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Web security is improving, but so much more to be done

Web security is improving, but so much more to be done

A much-anticipated report from Rapid7, a cybersecurity company based in Boston USA, revealed “frankly shocking” news concerning the current global state of security on the Internet in the wake of the Covid-19 pandemic. 

According to the massive cross-industry study, completed in the summer of 2020, the findings revealed that despite enormous security problems from the worldwide outbreak of COVID-19, the system was actually holding up relatively well and security measures were improving globally. That was where the good news ended. The flipside was that despite pockets of improvement, there were still huge holes in security worldwide. The report found that many websites continued to use less secure HTTP protocol rather than newer encrypted options, and that organizations continue to use outmoded, vulnerable software versions that in some instances had not been updated since 2006. One deeply worrying statistic showed more than 3 million online databases continued to allow unencrypted queries and nearly 3 million network routers allowed unencrypted unsecured telnet connections.

Rapid7 said there was a drop in the use of older and less secure SMB (server message block) and Telnet. So they were surprised to find, at least structurally, on a protocol and service basis, the Internet seemed to be going in the right direction. The report’s authors found the lack of chaos in the wake of the pandemic genuinely concerning. “This is a frankly shocking finding,” the report states. “The global disasters of disease and recession, along with the uncertainty they bring, appear to have had no obvious effect on the fundamental nature of the Internet.” The only logical conclusion is that the full impact of coronavirus has yet to be fully revealed.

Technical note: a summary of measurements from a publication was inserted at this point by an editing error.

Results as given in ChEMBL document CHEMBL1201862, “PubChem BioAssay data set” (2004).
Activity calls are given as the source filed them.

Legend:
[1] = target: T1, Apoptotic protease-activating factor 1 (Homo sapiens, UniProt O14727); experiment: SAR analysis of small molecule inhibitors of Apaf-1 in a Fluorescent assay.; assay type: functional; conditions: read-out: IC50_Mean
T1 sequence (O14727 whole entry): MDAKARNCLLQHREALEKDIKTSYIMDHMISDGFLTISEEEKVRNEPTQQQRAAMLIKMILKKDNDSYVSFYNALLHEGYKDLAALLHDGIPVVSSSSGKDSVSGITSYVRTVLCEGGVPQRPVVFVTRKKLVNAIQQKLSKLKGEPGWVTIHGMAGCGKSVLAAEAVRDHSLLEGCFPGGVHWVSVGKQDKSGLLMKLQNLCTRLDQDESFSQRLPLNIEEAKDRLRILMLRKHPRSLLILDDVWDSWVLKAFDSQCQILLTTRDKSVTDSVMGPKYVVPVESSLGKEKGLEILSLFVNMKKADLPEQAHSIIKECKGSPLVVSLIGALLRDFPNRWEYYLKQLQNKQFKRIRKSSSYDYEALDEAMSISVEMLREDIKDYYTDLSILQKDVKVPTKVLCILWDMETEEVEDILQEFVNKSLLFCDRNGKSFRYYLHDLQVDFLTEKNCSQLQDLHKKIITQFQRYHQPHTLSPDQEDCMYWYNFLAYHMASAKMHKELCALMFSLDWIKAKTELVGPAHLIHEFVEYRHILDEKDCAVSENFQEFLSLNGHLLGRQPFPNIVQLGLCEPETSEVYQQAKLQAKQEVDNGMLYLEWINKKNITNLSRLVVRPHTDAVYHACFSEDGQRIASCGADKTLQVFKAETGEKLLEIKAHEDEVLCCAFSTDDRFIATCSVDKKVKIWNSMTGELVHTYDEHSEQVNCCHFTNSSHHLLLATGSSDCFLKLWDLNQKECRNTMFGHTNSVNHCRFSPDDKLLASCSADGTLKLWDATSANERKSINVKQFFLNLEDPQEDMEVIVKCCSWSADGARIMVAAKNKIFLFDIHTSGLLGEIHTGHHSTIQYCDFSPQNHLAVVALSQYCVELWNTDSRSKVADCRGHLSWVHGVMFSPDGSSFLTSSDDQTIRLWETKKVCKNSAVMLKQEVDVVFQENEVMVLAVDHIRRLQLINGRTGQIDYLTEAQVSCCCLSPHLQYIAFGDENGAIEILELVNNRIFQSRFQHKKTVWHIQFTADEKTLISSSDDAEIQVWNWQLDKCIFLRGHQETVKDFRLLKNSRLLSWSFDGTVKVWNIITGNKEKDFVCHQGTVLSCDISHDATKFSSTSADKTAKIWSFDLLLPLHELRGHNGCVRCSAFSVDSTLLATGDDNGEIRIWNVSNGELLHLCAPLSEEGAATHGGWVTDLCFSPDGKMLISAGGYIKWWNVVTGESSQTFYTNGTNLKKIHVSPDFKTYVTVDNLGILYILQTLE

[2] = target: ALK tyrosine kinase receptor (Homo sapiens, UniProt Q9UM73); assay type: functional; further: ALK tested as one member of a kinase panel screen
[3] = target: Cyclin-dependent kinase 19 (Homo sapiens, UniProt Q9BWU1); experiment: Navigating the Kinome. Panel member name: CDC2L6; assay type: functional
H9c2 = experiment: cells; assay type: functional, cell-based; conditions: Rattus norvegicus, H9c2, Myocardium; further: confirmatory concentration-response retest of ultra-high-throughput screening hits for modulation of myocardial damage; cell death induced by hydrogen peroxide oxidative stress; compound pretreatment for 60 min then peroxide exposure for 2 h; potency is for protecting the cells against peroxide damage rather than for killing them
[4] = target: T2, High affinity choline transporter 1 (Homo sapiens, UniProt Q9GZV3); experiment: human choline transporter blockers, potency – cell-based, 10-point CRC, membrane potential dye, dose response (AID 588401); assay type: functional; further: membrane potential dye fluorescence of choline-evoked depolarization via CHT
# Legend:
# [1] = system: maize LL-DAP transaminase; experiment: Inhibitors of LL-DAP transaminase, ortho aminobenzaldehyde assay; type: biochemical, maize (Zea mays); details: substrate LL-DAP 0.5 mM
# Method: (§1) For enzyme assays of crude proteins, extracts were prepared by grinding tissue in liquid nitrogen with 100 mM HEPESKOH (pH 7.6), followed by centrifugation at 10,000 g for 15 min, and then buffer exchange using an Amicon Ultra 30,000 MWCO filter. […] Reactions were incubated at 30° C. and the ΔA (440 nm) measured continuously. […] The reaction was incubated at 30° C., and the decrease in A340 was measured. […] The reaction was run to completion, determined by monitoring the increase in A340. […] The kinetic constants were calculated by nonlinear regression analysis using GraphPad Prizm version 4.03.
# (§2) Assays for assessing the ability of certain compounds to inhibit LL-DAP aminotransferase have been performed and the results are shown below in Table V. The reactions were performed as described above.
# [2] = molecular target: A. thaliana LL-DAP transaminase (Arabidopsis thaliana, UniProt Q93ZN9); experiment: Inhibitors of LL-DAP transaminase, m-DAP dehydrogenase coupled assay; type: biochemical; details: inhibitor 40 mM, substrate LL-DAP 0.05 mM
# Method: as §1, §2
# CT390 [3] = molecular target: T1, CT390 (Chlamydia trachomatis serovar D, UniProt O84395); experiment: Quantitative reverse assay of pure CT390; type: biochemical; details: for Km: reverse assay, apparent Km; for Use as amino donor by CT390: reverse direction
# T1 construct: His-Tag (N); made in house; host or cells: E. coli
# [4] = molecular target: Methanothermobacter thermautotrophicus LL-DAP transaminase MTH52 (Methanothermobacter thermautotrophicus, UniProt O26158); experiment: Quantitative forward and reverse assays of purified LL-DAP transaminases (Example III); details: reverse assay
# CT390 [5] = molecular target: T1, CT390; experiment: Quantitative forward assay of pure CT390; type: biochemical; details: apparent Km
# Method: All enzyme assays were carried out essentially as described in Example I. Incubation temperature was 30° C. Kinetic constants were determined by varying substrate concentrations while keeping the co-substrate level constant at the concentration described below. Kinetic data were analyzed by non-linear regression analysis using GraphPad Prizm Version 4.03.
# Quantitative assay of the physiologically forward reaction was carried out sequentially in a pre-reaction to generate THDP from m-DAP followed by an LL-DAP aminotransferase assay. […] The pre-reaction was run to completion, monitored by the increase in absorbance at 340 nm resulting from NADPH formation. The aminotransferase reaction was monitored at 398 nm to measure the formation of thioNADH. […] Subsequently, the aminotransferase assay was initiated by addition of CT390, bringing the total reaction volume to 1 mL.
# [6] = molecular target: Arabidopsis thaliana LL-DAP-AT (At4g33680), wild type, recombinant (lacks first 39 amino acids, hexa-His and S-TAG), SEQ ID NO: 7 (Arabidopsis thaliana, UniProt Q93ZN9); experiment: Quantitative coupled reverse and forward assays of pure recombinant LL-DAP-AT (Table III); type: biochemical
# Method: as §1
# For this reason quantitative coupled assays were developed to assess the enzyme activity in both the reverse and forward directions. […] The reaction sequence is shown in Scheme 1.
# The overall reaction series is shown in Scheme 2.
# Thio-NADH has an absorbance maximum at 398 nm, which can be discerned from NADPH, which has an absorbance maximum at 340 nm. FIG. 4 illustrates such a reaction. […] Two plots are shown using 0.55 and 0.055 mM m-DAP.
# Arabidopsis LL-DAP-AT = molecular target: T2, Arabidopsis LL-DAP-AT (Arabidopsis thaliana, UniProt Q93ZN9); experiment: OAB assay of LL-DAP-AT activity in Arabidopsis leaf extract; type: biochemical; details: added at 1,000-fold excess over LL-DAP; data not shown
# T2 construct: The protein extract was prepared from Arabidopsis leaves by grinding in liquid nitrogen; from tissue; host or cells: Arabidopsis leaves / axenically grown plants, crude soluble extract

The report ranked both industries and countries according to the overall security of their Internet connections. Topping the list of most exposed countries were the United States, China, South Korea, the United Kingdom and Germany. Rapid7 considered several factors in the rankings, such as the total attack surface and number of IPv4s exposing vulnerabilities. The rankings also considered SMB, SQL Server and Telnet exposures and common vulnerabilities and exposures listings. Given the dominant presence of the China and the United States on the web, their top slots on the list were not unexpected.

Rapid7 last year conducted surveys on Internet security among leading businesses in major countries around the globe. The analysis showed at the bottom of the list, those organizations exhibiting the fewest vulnerabilities were real estate, professional services, hotels and restaurants. At the top of the list of most vulnerable businesses globally were financial services, telecommunications, and retail. The report also produced an A to E ranking for industry security, assigning a letter grade based on the number of web vulnerabilities in each industry category. Two groups received a top grade of A: Aerospace, defense and transportation, and motor vehicles. At the bottom of the list with grades of D or E were telecommunications, financial services, and health care. The report said that despite improvements globally, none of the industries comes close to being perfect. “Companies have a lot of work to do when it comes to cyber-hygiene,” the report stated. 

The report’s authors re-emphasized that increasing awareness of potential problems will eventually help make the Internet more secure, “Policymakers, business leaders and innovators have an opportunity to shape the security of the Internet of the future, but only if they are aware of the state of today’s Internet.”But, for the true shape of cybersecurity following the pandemic – we will just have to wait and see.

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Ricardo Mendes

Ricardo Mendes

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